Week 50: The Dictionary

The stats:

I have studied Yiddish for 333 days
I have studied Yiddish flashcards for a total of 203 hours
I have reviewed 3,900 individual flashcards

Perhaps it is time I started to summarize my first year. As you can see from the stats above, I have studied Yiddish for 333 days, which is 32 days less than a full year -- which is about right, when you consider that my first year doesn't actually end for a couple of weeks and there were a handful of days when I wasn't able to study.

I have studied for a total of 203 hours, which is more than eight days straight, and that;s just work I have done reviewing my flashcards. If you also count the time spent creating the flashcards and time spent on a Yiddish audio tape I listen to, the total is probably closer to 300 hours, or 12 days straight.

This feels like a lot. It's probably the most concerted effort I have ever put into any one project in my entire life. And yet it is the amount of language a child passively receives hearing native speakers speak in less than two weeks. That's just how it is, and it will always be the greatest barrier for me to true fluency.

So it is. I realized early on in this project that there were going to be limitations to what I could learn and how effective I could be at applying it. One of the things I have been thinking about in the coming year is ways I can make real, practical use of the Yiddish I am learning, and I will discuss that later.

For now, I want to talk about the dictionary. When I started this project, I simply used Google Translate and a word list I culled from a couple of sources. I cannot recommend that. Google Translate does not always provide the correct translation, almost never provides the correct gender of a word, and never provides a decent translation of a full sentence.

I quickly moved on to a dictionary. It's titled "The Yiddish Dictionary Sourcebook: A Transliterated Guide to the Yiddish Language" by Herman Galvin and Stan Tamarkin. I got it at random -- it was the only dictionary in a used book store in Omaha. But I like it.

I don't know that it's especially good. Galvin was a Yiddish speaker, as was Tamarkin, his son-in-law, but neither were linguists, as far as I can tell. The primary intention of the project was to create a transliterated dictionary, but they argued constantly over which pronunciation should be preferred and sometimes picked them at random, according to an interview with the New York Times.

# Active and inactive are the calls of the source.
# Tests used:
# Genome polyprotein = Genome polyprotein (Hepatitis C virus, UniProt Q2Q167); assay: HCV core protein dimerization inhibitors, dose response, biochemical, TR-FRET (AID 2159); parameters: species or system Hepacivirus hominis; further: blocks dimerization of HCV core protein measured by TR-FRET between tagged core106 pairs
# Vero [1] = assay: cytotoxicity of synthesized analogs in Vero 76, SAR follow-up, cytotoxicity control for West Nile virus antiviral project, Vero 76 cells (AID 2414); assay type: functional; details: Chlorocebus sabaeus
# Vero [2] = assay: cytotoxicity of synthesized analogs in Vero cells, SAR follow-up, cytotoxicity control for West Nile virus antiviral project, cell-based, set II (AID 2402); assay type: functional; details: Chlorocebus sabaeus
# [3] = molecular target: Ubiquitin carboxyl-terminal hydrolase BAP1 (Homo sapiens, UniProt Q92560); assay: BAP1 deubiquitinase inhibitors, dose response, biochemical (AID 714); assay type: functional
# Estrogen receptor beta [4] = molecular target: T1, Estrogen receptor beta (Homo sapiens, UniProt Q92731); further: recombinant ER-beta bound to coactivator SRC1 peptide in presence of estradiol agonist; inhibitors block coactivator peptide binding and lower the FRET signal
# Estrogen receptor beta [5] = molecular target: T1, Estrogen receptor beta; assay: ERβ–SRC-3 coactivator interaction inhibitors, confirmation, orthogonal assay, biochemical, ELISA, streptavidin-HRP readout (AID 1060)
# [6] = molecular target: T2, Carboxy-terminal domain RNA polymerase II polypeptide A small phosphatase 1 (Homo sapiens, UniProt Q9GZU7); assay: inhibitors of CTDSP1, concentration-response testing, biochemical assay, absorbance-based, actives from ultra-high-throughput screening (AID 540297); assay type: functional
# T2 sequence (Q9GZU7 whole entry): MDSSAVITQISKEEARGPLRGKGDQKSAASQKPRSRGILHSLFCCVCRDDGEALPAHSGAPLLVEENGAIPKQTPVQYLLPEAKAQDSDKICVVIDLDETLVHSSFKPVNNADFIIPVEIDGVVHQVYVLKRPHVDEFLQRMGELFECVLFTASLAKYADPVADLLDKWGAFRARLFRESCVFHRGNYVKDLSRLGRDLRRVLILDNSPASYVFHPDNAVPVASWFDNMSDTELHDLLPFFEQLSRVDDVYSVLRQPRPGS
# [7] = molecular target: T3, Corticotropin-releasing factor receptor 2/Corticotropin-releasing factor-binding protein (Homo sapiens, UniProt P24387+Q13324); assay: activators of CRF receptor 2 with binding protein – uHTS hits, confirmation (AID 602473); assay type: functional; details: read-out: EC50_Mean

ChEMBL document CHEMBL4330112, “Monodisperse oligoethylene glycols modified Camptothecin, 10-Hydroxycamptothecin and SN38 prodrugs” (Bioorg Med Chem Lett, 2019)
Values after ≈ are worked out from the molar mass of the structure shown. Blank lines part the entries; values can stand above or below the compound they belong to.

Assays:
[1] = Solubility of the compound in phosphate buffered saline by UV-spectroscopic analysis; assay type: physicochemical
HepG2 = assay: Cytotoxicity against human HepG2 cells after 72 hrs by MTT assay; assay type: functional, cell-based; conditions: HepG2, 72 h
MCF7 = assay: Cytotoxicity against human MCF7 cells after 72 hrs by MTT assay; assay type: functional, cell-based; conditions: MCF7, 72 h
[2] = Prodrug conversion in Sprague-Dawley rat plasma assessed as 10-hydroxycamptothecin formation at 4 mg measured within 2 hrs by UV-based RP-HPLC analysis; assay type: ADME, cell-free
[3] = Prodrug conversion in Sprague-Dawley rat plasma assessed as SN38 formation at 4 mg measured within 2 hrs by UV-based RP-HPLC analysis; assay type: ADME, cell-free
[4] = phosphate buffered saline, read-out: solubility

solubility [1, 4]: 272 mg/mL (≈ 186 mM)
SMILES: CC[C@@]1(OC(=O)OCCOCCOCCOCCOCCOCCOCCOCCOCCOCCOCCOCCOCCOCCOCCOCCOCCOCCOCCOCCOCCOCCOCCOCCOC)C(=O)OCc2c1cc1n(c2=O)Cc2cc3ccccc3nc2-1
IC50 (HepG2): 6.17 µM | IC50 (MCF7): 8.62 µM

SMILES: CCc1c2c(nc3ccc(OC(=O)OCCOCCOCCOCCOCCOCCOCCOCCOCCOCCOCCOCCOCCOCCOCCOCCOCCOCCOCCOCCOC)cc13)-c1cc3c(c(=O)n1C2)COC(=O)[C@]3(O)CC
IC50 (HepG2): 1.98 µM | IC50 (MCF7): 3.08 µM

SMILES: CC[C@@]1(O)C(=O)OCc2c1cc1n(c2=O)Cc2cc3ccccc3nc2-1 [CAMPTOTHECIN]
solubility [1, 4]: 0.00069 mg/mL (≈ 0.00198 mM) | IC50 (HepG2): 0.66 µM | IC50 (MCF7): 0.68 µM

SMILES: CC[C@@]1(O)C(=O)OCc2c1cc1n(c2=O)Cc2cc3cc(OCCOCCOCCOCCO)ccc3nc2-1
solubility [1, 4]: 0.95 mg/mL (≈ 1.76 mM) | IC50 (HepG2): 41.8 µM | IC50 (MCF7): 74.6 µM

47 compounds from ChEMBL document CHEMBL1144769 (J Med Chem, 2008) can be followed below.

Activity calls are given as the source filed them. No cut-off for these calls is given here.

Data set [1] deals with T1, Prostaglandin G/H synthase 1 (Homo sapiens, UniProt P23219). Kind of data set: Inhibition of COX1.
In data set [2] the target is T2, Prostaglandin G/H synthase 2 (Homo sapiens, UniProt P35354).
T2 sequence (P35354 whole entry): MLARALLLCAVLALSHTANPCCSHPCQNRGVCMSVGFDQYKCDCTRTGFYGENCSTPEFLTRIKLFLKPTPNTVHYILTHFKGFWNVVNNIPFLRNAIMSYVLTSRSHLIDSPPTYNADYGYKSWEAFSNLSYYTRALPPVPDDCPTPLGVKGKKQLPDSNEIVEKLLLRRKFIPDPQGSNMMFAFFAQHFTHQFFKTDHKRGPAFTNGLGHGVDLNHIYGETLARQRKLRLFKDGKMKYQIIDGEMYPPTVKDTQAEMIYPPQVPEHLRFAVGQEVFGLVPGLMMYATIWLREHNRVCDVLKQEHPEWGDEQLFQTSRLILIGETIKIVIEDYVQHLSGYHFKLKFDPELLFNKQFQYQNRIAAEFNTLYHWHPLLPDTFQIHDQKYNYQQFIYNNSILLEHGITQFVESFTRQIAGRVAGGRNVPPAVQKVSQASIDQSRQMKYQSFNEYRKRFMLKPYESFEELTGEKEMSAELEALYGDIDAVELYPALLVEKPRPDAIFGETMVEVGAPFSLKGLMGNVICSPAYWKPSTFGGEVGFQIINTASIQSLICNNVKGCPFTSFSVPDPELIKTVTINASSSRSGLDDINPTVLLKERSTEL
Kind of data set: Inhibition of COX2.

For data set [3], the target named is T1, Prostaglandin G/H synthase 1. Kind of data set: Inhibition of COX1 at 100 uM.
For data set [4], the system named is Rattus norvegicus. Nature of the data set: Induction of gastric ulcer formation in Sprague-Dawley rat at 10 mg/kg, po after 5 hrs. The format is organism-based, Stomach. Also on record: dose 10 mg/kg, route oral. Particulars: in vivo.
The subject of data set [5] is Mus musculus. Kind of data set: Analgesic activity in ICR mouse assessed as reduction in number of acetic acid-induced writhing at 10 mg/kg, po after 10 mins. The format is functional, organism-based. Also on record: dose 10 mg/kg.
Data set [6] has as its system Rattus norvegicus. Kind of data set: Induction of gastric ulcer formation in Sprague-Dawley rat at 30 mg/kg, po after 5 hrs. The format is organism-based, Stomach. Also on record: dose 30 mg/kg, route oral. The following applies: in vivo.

The book gives the gender of a word, which I needed, but does not give the plural, which I also needed. And although it claims 8,500 entries, you can see a sample page I have marked up at the top of this page. I have learned almost every word on the page, and this is true for every page in the book. But I have only studied about 4,000 flashcards, and only about 3,000 of those are vocabulary words (the remainder are complete phrases.) So how can this be?

The answer is that, as with English, one Yiddish word can often have multiple meanings. And so a single Yiddish word, say, onkhapn, will appear under entries for seize, grasp, grap, and get hold. So while the book does have 8,500 entries, it only has about 4,000 distinct words.

That turned out to be perfect for me. It turned out to be just a little more than what I can learn in a year, and I think the selection of words in the book are good, if not always the most scintillating. I will locate about another 100 words from the dictionary, just to round my total number of flashcards off to 4,000 exactly, but then I will move on to a new dictionary.

This new book will be the massive "Comprehensive English-Yiddish Dictionary," and I think if I had started with that, I would have been overwhelmed. There are 50,000 entries in the book. Were I to just go through it, a page a day, as I did with Galvin and Tamarkin's book, it would take me three years to get through the whole thing.

Thanks to "The Yiddish Dictionary Sourcebook," I have a good sense of my own page, and how much I can reasonably expect to learn in a year, and so I can approach this new dictionary with a plan.

The truth is that I am not sure that continued vocabulary acquisition like this is necessarily the most useful thing for me. But, then, this is a hobby for me, and it's my hobby, and I like learning vocabulary words. If I am to continue into the new year, I must make sure to include the stuff that I enjoy, because that's literally the only reason I am doing this project: for the pleasure of it.